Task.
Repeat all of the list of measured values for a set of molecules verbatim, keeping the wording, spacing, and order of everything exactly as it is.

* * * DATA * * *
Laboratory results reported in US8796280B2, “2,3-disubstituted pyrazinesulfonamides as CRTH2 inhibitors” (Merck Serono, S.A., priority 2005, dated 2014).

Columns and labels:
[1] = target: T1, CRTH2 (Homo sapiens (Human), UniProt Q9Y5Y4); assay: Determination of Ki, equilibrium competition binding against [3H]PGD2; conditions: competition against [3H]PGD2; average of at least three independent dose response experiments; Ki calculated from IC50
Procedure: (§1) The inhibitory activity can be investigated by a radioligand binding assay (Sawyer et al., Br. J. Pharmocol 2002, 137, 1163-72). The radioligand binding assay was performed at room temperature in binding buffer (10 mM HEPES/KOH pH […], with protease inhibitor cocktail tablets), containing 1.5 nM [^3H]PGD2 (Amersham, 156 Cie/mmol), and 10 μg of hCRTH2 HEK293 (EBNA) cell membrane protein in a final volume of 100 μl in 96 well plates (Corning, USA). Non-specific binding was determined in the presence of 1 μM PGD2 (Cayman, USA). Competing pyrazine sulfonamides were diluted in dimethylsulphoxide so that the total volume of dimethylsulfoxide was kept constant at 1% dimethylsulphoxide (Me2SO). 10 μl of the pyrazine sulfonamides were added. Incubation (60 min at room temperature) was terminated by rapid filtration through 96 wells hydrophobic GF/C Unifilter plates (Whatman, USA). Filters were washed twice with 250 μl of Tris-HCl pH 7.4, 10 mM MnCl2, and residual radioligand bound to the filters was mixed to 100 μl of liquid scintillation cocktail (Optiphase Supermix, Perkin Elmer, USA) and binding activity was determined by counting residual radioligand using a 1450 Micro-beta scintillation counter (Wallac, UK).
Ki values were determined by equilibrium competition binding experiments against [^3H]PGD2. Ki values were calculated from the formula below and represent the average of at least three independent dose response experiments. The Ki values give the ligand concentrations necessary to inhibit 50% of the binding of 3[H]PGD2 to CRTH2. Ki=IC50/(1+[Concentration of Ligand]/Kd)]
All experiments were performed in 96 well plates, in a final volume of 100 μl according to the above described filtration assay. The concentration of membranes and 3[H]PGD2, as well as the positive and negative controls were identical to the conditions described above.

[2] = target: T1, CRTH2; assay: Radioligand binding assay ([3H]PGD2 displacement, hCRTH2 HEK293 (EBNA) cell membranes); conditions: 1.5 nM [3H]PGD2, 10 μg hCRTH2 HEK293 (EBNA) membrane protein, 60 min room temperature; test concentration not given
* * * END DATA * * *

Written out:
Laboratory results reported in US8796280B2, “2,3-disubstituted pyrazinesulfonamides as CRTH2 inhibitors” (Merck Serono, S.A., priority 2005, dated 2014).

Columns and labels:
[1] = target: T1, CRTH2 (Homo sapiens (Human), UniProt Q9Y5Y4); assay: Determination of Ki, equilibrium competition binding against [3H]PGD2; conditions: competition against [3H]PGD2; average of at least three independent dose response experiments; Ki calculated from IC50
Procedure: (§1) The inhibitory activity can be investigated by a radioligand binding assay (Sawyer et al., Br. J. Pharmocol 2002, 137, 1163-72). The radioligand binding assay was performed at room temperature in binding buffer (10 mM HEPES/KOH pH […], with protease inhibitor cocktail tablets), containing 1.5 nM [^3H]PGD2 (Amersham, 156 Cie/mmol), and 10 μg of hCRTH2 HEK293 (EBNA) cell membrane protein in a final volume of 100 μl in 96 well plates (Corning, USA). Non-specific binding was determined in the presence of 1 μM PGD2 (Cayman, USA). Competing pyrazine sulfonamides were diluted in dimethylsulphoxide so that the total volume of dimethylsulfoxide was kept constant at 1% dimethylsulphoxide (Me2SO). 10 μl of the pyrazine sulfonamides were added. Incubation (60 min at room temperature) was terminated by rapid filtration through 96 wells hydrophobic GF/C Unifilter plates (Whatman, USA). Filters were washed twice with 250 μl of Tris-HCl pH 7.4, 10 mM MnCl2, and residual radioligand bound to the filters was mixed to 100 μl of liquid scintillation cocktail (Optiphase Supermix, Perkin Elmer, USA) and binding activity was determined by counting residual radioligand using a 1450 Micro-beta scintillation counter (Wallac, UK).
Ki values were determined by equilibrium competition binding experiments against [^3H]PGD2. Ki values were calculated from the formula below and represent the average of at least three independent dose response experiments. The Ki values give the ligand concentrations necessary to inhibit 50% of the binding of 3[H]PGD2 to CRTH2. Ki=IC50/(1+[Concentration of Ligand]/Kd)]
All experiments were performed in 96 well plates, in a final volume of 100 μl according to the above described filtration assay. The concentration of membranes and 3[H]PGD2, as well as the positive and negative controls were identical to the conditions described above.

[2] = target: T1, CRTH2; assay: Radioligand binding assay ([3H]PGD2 displacement, hCRTH2 HEK293 (EBNA) cell membranes); conditions: 1.5 nM [3H]PGD2, 10 μg hCRTH2 HEK293 (EBNA) membrane protein, 60 min room temperature; test concentration not given